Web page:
Cysteine Residues in SpoIVFB are Required for Regulated Intramembrane Proteolysis of pro-ðk
Smith, Sean M.L., 1986-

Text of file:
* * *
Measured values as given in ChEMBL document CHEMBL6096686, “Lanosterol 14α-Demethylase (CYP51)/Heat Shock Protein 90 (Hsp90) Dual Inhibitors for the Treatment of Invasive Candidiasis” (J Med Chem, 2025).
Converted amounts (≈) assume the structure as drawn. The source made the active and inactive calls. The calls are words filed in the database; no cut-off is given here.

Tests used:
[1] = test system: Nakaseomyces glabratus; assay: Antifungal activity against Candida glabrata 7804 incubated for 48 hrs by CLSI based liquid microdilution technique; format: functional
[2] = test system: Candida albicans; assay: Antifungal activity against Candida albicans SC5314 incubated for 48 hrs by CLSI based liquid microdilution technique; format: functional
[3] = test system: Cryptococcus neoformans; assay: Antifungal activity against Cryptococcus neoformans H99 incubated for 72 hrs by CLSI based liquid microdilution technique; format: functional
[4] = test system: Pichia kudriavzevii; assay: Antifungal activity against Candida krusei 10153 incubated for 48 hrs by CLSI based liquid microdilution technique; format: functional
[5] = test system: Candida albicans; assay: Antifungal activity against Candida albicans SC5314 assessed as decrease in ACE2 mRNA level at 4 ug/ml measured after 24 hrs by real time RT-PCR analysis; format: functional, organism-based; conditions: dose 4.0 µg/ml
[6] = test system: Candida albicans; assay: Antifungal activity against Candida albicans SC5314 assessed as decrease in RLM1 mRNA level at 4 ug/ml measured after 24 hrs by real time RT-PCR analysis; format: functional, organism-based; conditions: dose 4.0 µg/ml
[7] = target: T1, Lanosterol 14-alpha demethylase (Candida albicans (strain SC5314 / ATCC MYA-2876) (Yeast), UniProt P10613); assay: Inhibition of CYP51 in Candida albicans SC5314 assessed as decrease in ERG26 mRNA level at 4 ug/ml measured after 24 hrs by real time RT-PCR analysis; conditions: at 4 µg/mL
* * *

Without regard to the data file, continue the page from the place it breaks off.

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Regulated Intramembrane Proteolysis (RIP) is a cell signaling pathway that is common to all forms of life. In RIP, a transmembrane protease (I-CLiP) cleaves a membrane-tethered ð factor that drives specific gene transcription. In the starvation-induced endosporulation process of B. Subtilis, pro-ðk is activated by an S2P I-CLiP, SpoIVFB. Other groups have studied the molecular mechanisms of this process through cysteine modification experiments of the I-CLiPs. In order to conduct this type of experiment in SpoIVFB, we attempted to create a cysteine-free SpoIVFB by performing site-directed mutagenesis on plasmids transfected into E. coli DE3 competent cells. Our Western blot analyses showed that the cysteine residues were essential in SpoIVFB function, and that a cysteine-free SpoIVFB did not cleave pro-ðk. Our findings suggest that the cysteine residues are important in either substrate recognition or structural stability of SpoIVFB. Although other S2P proteases differ at these sites, they may be individually unique in order to recognize their substrate.